- List of Figures
- List of Tables
- Notes on the Contributors
- Researching Management Consulting: An Introduction to the Handbook
- The Engineering Origins Of the Consulting Industry And its Long Shadow
- Human Relations And Management Consulting: Elton Mayo And Eric Trist
- Institutional Change And The Growth Of Strategy Consulting In The United States
- Cuckoo in the Nest? the Rise of Management Consulting in Large Accounting Firms
- It Consulting And Outsourcing Firms: Evolution, Business Models, And Future Prospects
- Sociological Perspectives On Management Consulting
- Consultants In Context: Global Dominance, Societal Effect, And The Capitalist System
- Professions And Professionalism In Management Consulting
- Economics Approaches To Management Consulting
- The Geographies Of Management Consultancy Firms
- Knowledge Management And Management Consulting
- Consultants And Organization Concepts
- Structuring Consulting Firms
- Managing Consultants: Control And Identity
- Consultants In The Management Fashion Arena
- Management Gurus As Celebrity Consultants
- Business Schools And Consultancies: The Blurring Of Boundaries
- The Nature Of Client–Consultant Interaction: A Critical Review
- The Client In The Client–Consultant Relationship
- Consultants And Clients From Constructivist Perspectives
- Governments And Management Consultants: Supply, Demand, And Effectiveness
- The Future Research Agenda
- Consulting And Ethics
- Gender In Consulting: A Review And Research Agenda
- Management Consulting In Developing And Emerging Economies: Towards A Postcolonial Perspective
Abstract and Keywords
This article reviews existing research on consultants in global and national contexts. It refers to a framework that aims to connect the broader literatures on convergence and divergence. This framework introduces a model that differentiates three effects shaping the result of this dichotomy, namely the ‘system effect’, the ‘societal effect’, and the global ‘dominance effect’. The next section explains why this framework is useful in studying consultants in their broader context. This article ends with a summary of the research and identifies open questions in relation to the three dimensions identified within the framework.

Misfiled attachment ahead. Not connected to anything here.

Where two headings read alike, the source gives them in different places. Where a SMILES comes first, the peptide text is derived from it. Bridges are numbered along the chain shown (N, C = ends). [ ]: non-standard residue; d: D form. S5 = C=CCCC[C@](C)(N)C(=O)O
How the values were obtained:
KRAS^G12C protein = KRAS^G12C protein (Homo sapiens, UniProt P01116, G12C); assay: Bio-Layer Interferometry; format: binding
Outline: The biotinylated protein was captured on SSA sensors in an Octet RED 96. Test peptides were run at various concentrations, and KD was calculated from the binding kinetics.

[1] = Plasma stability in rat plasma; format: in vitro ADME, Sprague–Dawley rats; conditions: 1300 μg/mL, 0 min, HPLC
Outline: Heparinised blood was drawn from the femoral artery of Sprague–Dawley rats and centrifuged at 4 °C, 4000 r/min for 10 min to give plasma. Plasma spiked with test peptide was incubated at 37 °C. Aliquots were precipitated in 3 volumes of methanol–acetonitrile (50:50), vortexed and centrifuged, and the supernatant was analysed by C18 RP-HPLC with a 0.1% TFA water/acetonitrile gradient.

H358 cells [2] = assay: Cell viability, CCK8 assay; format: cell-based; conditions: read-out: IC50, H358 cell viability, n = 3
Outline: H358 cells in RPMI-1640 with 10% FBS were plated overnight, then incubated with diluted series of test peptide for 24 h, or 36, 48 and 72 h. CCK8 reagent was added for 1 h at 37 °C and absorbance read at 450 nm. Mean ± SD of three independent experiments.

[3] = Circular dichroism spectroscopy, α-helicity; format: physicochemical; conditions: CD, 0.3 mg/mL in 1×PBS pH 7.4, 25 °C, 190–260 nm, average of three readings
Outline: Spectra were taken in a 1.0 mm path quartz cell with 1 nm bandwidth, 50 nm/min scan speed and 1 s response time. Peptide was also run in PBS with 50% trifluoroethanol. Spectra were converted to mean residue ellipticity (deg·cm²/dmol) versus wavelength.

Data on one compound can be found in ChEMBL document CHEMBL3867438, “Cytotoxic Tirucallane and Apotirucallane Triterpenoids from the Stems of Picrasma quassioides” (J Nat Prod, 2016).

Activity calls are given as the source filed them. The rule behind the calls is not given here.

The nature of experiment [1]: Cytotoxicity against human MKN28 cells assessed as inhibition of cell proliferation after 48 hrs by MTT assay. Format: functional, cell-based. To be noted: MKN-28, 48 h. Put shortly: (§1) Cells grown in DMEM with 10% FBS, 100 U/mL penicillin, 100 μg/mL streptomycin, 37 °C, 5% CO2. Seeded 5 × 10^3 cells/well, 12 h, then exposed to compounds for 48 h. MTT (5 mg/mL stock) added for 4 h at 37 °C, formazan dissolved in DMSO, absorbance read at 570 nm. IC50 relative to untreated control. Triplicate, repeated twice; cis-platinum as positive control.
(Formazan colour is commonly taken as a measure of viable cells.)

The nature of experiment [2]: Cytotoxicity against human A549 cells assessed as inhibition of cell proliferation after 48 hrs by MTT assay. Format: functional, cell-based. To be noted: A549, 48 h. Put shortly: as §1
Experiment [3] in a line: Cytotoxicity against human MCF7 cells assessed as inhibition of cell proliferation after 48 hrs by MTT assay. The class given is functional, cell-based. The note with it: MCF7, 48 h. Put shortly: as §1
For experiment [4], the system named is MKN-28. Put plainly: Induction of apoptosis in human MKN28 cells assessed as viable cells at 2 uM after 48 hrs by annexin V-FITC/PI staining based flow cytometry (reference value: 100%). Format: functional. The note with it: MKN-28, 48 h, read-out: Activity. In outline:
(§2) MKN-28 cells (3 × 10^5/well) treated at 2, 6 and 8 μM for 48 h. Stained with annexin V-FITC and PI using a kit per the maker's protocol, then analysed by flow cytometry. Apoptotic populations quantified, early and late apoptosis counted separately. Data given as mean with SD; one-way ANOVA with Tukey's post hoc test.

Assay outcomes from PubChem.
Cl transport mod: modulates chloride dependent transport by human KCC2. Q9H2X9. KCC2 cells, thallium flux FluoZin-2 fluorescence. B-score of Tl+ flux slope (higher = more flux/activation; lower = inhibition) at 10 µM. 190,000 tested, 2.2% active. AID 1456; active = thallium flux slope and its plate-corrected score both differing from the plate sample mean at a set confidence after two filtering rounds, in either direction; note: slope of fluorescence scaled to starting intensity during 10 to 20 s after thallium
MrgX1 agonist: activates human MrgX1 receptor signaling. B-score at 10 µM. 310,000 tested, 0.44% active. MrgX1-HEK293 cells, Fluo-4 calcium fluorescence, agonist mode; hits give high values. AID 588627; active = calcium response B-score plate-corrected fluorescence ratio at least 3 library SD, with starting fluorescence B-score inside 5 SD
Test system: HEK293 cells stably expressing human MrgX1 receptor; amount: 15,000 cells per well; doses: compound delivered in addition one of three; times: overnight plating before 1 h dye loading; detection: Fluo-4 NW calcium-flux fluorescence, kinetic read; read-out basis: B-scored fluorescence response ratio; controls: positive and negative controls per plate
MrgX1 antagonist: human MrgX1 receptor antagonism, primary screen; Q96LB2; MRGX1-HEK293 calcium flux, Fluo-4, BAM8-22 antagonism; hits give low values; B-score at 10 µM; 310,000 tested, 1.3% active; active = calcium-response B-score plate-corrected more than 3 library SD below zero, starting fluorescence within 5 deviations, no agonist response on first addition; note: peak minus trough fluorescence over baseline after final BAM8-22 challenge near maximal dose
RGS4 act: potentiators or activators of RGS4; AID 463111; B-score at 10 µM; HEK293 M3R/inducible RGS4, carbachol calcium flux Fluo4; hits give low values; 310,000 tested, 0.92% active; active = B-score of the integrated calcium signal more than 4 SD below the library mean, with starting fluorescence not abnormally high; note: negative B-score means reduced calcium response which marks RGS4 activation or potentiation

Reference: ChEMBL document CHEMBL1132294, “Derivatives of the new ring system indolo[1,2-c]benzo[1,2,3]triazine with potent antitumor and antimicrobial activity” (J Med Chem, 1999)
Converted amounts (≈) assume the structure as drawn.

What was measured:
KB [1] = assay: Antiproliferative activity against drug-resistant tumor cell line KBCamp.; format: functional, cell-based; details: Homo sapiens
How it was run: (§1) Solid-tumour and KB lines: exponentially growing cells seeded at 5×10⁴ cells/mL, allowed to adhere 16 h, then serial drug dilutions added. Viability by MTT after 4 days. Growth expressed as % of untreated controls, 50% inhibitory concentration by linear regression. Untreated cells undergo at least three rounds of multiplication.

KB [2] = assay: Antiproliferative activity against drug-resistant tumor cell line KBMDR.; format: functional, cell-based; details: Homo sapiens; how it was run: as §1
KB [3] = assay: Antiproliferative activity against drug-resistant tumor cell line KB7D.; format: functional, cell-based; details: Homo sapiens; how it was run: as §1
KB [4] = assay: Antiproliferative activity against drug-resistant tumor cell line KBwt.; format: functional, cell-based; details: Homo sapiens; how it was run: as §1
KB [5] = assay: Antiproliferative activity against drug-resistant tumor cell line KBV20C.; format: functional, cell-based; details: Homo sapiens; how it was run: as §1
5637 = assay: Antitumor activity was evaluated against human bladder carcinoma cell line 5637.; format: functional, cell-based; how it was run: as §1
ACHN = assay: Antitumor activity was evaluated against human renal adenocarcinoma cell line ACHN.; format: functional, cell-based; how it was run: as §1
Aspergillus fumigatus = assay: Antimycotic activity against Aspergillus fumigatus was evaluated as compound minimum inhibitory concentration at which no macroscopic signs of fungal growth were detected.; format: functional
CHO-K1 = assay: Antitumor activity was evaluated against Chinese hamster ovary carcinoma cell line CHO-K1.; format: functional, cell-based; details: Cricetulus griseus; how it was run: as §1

Matthias Kipping is Professor of Strategic Management and Chair in Business History at the Schulich School of Business, York University in Toronto, Canada. He obtained his doctorate from the University of Munich and additional degrees in France and the United States and held previous appointments in the United Kingdom and Spain. He has published widely on management consultancy and its evolution, and co-edited with Lars Engwall a volume on Management Consulting: Emergence and Dynamics of a Knowledge Industry (OUP, 2002).
Christopher Wright is Professor of Organizational Studies at the University of Sydney. He has published extensively on the diffusion of management knowledge, organizational and workplace change, and is the author of several monographs including The Management of Labour: A History of Australian Employers (Oxford University Press, 1995). His current research focuses on the role and impact of internal consultancy on organizational change and innovation, and business responses to climate change.
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